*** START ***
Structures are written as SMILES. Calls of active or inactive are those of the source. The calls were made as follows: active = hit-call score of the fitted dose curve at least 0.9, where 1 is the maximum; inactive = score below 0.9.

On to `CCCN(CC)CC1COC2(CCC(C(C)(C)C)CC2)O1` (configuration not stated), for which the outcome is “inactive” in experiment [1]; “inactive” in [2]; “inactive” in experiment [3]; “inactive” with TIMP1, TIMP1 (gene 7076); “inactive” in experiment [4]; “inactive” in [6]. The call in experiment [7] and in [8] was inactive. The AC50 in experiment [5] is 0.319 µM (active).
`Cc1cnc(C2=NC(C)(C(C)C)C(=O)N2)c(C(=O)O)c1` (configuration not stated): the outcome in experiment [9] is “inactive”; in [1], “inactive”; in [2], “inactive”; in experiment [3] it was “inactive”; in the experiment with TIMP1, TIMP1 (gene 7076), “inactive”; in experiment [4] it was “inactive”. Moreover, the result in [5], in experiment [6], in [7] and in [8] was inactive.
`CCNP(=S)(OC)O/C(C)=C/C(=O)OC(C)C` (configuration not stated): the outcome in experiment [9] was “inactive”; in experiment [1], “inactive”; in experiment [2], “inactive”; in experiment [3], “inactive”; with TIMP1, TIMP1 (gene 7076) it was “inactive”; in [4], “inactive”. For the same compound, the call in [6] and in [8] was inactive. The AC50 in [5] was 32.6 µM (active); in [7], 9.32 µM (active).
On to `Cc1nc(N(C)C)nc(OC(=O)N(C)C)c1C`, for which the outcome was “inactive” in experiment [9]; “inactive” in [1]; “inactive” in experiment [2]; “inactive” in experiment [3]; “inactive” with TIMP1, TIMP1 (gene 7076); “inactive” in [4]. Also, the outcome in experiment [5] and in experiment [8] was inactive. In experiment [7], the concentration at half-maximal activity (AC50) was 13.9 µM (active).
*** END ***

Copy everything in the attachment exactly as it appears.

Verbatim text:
Structures are written as SMILES. Calls of active or inactive are those of the source. The calls were made as follows: active = hit-call score of the fitted dose curve at least 0.9, where 1 is the maximum; inactive = score below 0.9.

On to `CCCN(CC)CC1COC2(CCC(C(C)(C)C)CC2)O1` (configuration not stated), for which the outcome is “inactive” in experiment [1]; “inactive” in [2]; “inactive” in experiment [3]; “inactive” with TIMP1, TIMP1 (gene 7076); “inactive” in experiment [4]; “inactive” in [6]. The call in experiment [7] and in [8] was inactive. The AC50 in experiment [5] is 0.319 µM (active).
`Cc1cnc(C2=NC(C)(C(C)C)C(=O)N2)c(C(=O)O)c1` (configuration not stated): the outcome in experiment [9] is “inactive”; in [1], “inactive”; in [2], “inactive”; in experiment [3] it was “inactive”; in the experiment with TIMP1, TIMP1 (gene 7076), “inactive”; in experiment [4] it was “inactive”. Moreover, the result in [5], in experiment [6], in [7] and in [8] was inactive.
`CCNP(=S)(OC)O/C(C)=C/C(=O)OC(C)C` (configuration not stated): the outcome in experiment [9] was “inactive”; in experiment [1], “inactive”; in experiment [2], “inactive”; in experiment [3], “inactive”; with TIMP1, TIMP1 (gene 7076) it was “inactive”; in [4], “inactive”. For the same compound, the call in [6] and in [8] was inactive. The AC50 in [5] was 32.6 µM (active); in [7], 9.32 µM (active).
On to `Cc1nc(N(C)C)nc(OC(=O)N(C)C)c1C`, for which the outcome was “inactive” in experiment [9]; “inactive” in [1]; “inactive” in experiment [2]; “inactive” in experiment [3]; “inactive” with TIMP1, TIMP1 (gene 7076); “inactive” in [4]. Also, the outcome in experiment [5] and in experiment [8] was inactive. In experiment [7], the concentration at half-maximal activity (AC50) was 13.9 µM (active).